The Adventure of the Takimo Ten
– A Sherlock Holmes Story
It was a strange note: “Meet me in The Volunteer at 19:00”
Holmes had never been one for frequenting the local taverns, so I naturally assumed that there was some clue or other to investigate. But on arrival he seemed remarkably relaxed and – I shudder at the memory – proceeded to indulge in what can only be described as idle chit-chat. My first thought was that this was the unhappy result of a dalliance with some new mind-bending narcotic solution, so I resolved to accompany my friend until his worryingly convivial trip came to an end.
The inn was cramped with well-dressed imbibers; the tables awash with empty glasses. After a swift libation of our own, Holmes tilted his head towards the door and strode off decisively down Baker Street. A short session – thank goodness, I thought. But alas, it wasn’t to be. Holmes eagerly entered the very next public house we came across, a certain Metropolitan Bar. In this establishment the patrons were in full evening garb, whereas Holmes, in another off-character move, had opted for a dazzlingly orange raincoat made of the queerest modern fabric. A disguise, perhaps? No, his mind was far too befogged for that.
The evening deteriorated in a structured sort of way. Holmes would order us a couple of ales and no sooner had the empty tankards kissed the tabletops we would race out to the next house of debauchery. He insisted I match him drink for drink so I am ashamed to say that my memory of the evening dims slightly towards midnight. However, the final climactic event on the Jubilee line remains as clear as a Scottish loch in my mind.
Our tavern trawl took in The Globe, The Beehive and The Barley Mow, via a rather well-to-do venue that I could have sworn bore the name The Sherlock Holmes Hotel. At this point I began to wonder if I was the one under the influence of some evil vegetable alkaloid. My distinguished friend may be well known in these parts, but to have a hotel named after him? Preposterous. It was here that Holmes took up a crazed but virtuosic discourse on the art of cryptography that was so enthralling that for a moment I forgot the evening’s strange circumstances. The exorbitant bill for our brace of beers arrived and recalled to me Holmes’ exquisite knowledge of London alcohol prices, which had proved so profitable in locating Mr. Moulton in The Adventure of the Noble Bachelor. But soon we were outside again, barrelling ever onwards down Baker Street, a heavy mist descending upon my brain.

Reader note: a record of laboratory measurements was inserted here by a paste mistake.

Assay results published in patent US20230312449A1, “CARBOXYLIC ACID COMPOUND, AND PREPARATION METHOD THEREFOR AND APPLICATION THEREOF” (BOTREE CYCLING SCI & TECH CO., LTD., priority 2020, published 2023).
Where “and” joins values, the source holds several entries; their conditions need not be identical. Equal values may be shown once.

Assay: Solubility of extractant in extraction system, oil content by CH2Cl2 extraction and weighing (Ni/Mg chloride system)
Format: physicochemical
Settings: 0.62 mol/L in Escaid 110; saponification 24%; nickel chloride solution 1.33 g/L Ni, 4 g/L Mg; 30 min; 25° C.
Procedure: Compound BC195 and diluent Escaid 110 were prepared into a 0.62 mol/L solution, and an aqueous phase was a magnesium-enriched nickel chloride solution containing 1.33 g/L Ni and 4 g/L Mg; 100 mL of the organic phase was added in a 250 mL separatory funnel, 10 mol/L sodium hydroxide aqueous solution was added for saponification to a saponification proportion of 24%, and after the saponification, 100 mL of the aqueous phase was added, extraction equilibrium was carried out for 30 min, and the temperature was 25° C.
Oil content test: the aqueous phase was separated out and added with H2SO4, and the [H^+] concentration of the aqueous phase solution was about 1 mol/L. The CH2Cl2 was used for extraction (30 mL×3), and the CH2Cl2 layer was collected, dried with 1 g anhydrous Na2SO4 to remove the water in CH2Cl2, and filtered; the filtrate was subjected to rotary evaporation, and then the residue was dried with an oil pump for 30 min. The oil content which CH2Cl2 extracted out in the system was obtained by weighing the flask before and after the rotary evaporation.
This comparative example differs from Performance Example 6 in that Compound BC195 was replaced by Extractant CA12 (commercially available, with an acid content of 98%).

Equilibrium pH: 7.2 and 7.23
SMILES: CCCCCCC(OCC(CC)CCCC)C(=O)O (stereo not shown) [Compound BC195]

It was in the Barley Mow that I began to doubt my initial assumption that Holmes had taken too large a dose of opiates. A youngish woman – Verity, as she coquettishly disclosed – offered both of us a drink. It became clear that we had intruded upon her birthday celebrations when she brazenly invited us to guess her age. Though drunk, I assumed the usual form, and, judging her age to be thirty-one, I subtracted five, offering a bashful twenty-six. Holmes followed suit with twenty-seven. A look of frozen anguish transfigured her face as she murmured, utterly crestfallen: “twenty-two”. Now, forgetting for a moment this painful faux pas, how or why did Holmes, master of deduction, commit such an error? Unless something was seriously afoot, he would never miss a chance to show off his unmatched reasoning skills. I shot him a penetrating stare which, for a moment, seemed to sharpen his senses. But a second later he emptied his glass and hastened out of the door, leaving me to offer a weak smile of apology to the deflated Verity.
Stumbling into the mysteriously named Bok Bar, we met a most exotic-haired woman who, according to a local, had never let the hand of any man sully her beauteous locks with its touch. Alighting on a way to impress this local, and Holmes, I cautiously approached the sylph and told her that I was a travelling puppet-maker, looking for the best hair in the land to inspire my next creation. Merely seconds later my hands were wrist-deep in her lustrous mane, flattery having won the day. For a second I thought I saw a spark of envy in Holmes’ eyes.
It was in the last ale-house of the evening, The Marlborough Head, that we met the unfortunate Polish bargirl Ela, who had been abandoned at Heathrow airport a few years previously by a flighty lover. Holmes denied her heartfelt request to track down this deserter – “Frankly, it’s beneath me, Watson. Though I think my jacket made quite the impression on her.” Meanwhile, I was now convinced that Holmes wasn’t, after all, on a drug-fuelled binge; he was acting the part of a drunk – albeit very methodically – but he had a larger plan in hand, one which he couldn’t divulge to me at present. I decided, not for the first time, to see the hair-brained scheme to its conclusion.
Midnight was almost upon us when Holmes rose for the final time, his eyes gleaming. Grabbing his futuristic orange cape, he ran for the door. I could barely keep up as he descended the stairs of Bond Street station and I just made it into the carriage behind him as the doors to the last train snapped shut. As I attempted to catch my breath, my eyes took in the fellow occupants of the carriage and breathing suddenly became all but impossible. Holmes had sat down with a strange expression on his face: half drunk, half self-satisfied. The occupants of the carriage were none other than the feared Takimo Ten, out of their minds with drink, who had been terrorising Westminster over the last three months. Holmes grinned moronically.
Another case solved by a chain of events too baffling for I to even comprehend. Holmes promised to elucidate the matter after he had slept off the night’s excesses. I am still awaiting the explanation.
Next stop: BALHAM